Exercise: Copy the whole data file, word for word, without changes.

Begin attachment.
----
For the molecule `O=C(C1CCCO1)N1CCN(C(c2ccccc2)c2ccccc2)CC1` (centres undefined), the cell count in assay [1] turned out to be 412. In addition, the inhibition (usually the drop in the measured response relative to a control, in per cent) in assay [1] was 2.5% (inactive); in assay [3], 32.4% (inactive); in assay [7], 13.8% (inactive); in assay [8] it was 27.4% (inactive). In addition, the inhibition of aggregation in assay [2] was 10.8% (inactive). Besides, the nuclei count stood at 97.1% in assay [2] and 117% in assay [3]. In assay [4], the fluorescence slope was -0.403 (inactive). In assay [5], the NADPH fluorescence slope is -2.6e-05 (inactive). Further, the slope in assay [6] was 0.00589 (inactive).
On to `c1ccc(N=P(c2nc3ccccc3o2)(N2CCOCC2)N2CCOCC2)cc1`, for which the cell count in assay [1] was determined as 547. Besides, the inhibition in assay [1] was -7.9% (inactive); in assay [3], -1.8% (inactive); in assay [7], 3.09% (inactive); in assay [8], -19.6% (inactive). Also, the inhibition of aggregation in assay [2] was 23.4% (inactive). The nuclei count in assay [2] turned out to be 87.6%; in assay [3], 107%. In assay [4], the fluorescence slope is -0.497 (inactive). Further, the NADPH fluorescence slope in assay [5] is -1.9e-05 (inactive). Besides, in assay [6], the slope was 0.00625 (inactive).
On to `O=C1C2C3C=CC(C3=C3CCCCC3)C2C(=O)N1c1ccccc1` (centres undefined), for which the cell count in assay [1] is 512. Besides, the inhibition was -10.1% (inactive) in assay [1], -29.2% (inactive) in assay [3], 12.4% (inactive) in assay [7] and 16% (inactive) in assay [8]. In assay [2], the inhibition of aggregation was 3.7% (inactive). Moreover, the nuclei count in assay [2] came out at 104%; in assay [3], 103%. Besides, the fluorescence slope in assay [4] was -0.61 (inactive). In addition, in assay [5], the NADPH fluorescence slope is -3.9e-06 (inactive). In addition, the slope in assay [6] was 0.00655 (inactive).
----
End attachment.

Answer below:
For the molecule `O=C(C1CCCO1)N1CCN(C(c2ccccc2)c2ccccc2)CC1` (centres undefined), the cell count in assay [1] turned out to be 412. In addition, the inhibition (usually the drop in the measured response relative to a control, in per cent) in assay [1] was 2.5% (inactive); in assay [3], 32.4% (inactive); in assay [7], 13.8% (inactive); in assay [8] it was 27.4% (inactive). In addition, the inhibition of aggregation in assay [2] was 10.8% (inactive). Besides, the nuclei count stood at 97.1% in assay [2] and 117% in assay [3]. In assay [4], the fluorescence slope was -0.403 (inactive). In assay [5], the NADPH fluorescence slope is -2.6e-05 (inactive). Further, the slope in assay [6] was 0.00589 (inactive).
On to `c1ccc(N=P(c2nc3ccccc3o2)(N2CCOCC2)N2CCOCC2)cc1`, for which the cell count in assay [1] was determined as 547. Besides, the inhibition in assay [1] was -7.9% (inactive); in assay [3], -1.8% (inactive); in assay [7], 3.09% (inactive); in assay [8], -19.6% (inactive). Also, the inhibition of aggregation in assay [2] was 23.4% (inactive). The nuclei count in assay [2] turned out to be 87.6%; in assay [3], 107%. In assay [4], the fluorescence slope is -0.497 (inactive). Further, the NADPH fluorescence slope in assay [5] is -1.9e-05 (inactive). Besides, in assay [6], the slope was 0.00625 (inactive).
On to `O=C1C2C3C=CC(C3=C3CCCCC3)C2C(=O)N1c1ccccc1` (centres undefined), for which the cell count in assay [1] is 512. Besides, the inhibition was -10.1% (inactive) in assay [1], -29.2% (inactive) in assay [3], 12.4% (inactive) in assay [7] and 16% (inactive) in assay [8]. In assay [2], the inhibition of aggregation was 3.7% (inactive). Moreover, the nuclei count in assay [2] came out at 104%; in assay [3], 103%. Besides, the fluorescence slope in assay [4] was -0.61 (inactive). In addition, in assay [5], the NADPH fluorescence slope is -3.9e-06 (inactive). In addition, the slope in assay [6] was 0.00655 (inactive).